|The Messenger 10.17.07
At first, the report Andrew Card heard was that a small, twin-engine prop plane had crashed into one of the towers of the World Trade Center.
“The reaction was, what a horrible accident,” Card said. “The pilot must have had a heart attack.”
Card, President Bush’s chief of staff, was with the president that morning on Sept. 11, 2001, as the president was preparing to address a classroom of students at Emma E. Booker Elementary School in Sarasota, Fla.
“When the door shut after the president entered the classroom, that’s when I was told it wasn’t a small twin-engine prop plane, it was a commercial jet liner,” Card recalled. “Then a nanosecond later, it seems like, I was told, ‘Oh my gosh, another plane has hit the other tower.’”
Card will provide more information about that historic day when he speaks in Jackson on Tuesday. He and Leon Panetta, chief of staff for President Clinton, are the keynote speakers for Union University’s 11th annual Scholarship Banquet at the Carl Perkins Civic Center. They will provide an insider’s look at the Bush and Clinton administrations.
“The place from which a chief of staff sees a president work is unique,” Card said. “Leon Panetta and I had a unique position serving presidents at particularly challenging times during their presidency.”
“The decisions they have to make are never easy decisions,” he continued. “They’re always hard decisions. And I’ll talk about how I watched the president make the toughest of decisions.”
After hearing the news about the planes crashing into the World Trade Center, Card realized the incident couldn’t have been an accident or coincidence.
“I performed a test that every chief of staff has to perform: Does the president need to know?” Card said. “And yes, he needed to know, and I had to decide what to tell him and how to tell him.
“I thought a lot about it in a short period of time, but I knew that the president’s burdens had become infinitely heavy.”
While Sept. 11 was the defining moment of Card’s tenure as chief of staff, Panetta may be best remembered for his role in balancing the federal budget.
“I helped to fashion the first economic plan, and did a lot to put us on a track toward a balanced budget, so I feel good about that,” Panetta said. “As chief of staff, one of the things I was able to do was to bring some order to the White House, some discipline and some focus. I think that ultimately helped the president get re-elected.”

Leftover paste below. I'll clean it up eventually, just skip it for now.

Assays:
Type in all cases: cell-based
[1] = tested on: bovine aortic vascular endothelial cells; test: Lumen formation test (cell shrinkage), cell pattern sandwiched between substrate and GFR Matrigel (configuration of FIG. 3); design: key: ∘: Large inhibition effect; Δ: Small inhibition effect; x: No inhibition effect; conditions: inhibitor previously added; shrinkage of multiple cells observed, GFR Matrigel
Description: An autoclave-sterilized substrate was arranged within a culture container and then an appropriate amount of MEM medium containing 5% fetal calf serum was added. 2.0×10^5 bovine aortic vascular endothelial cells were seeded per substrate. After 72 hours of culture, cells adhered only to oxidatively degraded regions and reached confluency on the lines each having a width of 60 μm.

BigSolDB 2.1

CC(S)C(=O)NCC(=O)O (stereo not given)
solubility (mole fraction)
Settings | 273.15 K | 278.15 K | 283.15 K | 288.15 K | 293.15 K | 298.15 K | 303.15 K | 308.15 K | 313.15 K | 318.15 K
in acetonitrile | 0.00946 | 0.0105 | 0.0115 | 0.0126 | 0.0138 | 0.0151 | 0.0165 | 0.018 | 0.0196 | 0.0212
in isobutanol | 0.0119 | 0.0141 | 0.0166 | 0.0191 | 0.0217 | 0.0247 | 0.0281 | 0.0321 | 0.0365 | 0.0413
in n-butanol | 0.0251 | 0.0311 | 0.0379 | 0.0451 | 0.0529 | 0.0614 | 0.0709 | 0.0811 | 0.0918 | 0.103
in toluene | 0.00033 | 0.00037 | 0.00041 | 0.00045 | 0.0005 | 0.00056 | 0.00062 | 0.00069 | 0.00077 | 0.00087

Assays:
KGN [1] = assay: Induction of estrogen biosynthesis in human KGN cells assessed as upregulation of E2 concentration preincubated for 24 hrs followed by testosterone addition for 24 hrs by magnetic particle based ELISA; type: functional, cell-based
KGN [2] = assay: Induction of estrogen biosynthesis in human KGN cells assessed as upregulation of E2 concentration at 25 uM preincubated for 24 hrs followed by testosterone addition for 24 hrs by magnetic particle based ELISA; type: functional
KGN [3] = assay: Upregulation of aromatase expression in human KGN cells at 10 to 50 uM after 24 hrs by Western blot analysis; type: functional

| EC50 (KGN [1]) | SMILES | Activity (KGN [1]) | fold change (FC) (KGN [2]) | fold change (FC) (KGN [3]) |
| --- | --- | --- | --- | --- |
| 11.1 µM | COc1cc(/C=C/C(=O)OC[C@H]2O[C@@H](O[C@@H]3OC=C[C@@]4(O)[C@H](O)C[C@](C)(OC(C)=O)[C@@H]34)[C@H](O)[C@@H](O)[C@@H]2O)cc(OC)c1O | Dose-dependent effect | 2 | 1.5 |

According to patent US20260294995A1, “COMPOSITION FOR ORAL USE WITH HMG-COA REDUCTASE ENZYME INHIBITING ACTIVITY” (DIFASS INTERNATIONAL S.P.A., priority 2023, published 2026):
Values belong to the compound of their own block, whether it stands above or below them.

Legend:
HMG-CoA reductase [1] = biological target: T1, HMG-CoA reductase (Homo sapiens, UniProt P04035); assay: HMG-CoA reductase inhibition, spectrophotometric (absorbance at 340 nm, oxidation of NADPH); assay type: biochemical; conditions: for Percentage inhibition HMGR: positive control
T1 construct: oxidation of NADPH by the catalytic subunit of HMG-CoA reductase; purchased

Panetta called the current budget situation “a tragedy” and lamented the fact that by 2010, the United States may have a deficit of $10 trillion.
“I think it’s going to hurt our economy,” he said. “But more importantly, it’s going to hurt our country, in terms of our ability to find resources and be able to bring some stability to our financial situation.”
Union’s Board of Presidential Associates issues keynote invitations each year for the purpose of funding student scholarships. The previous 10 events generated a total of more than $4 million. Previous keynote speakers at Union’s Scholarship Banquet include George H.W. Bush, Mikhail Gorbachev, Lady Margaret Thatcher, Colin Powell, James Baker, Rudolph Giuliani, John Major, Robert Dole, Winston S. Churchill and Lou Holtz.
Once again this year, table sponsorships begin at $1,000 and individual seats are available at $125.
Lead sponsors for this year’s Scholarship Banquet are BancorpSouth, Black & Decker Industrial Products Group, Schilling Enterprises and White Investments LLC (Roy L. White, president and chief executive officer).
Premier sponsors are Benny and Norma Fesmire, FirstBank, Jack and Zan Holmes, IMPACT360/John and Trudy White, The Jackson Sun, Nortek Inc./Lloyd Hansen, Northwestern Mutual Financial Network/Rod and Amy Parker, Jack and Faye Porter, Mike and Trish Weeks, West Tennessee Healthcare, Medical Education Technologies Inc. and Keith and Beverly Absher.
Sponsorship opportunities are still available at all levels. For ticket information, including table sponsorships and individual balcony seating, contact Union’s Office of University Relations at (731) 661-5050.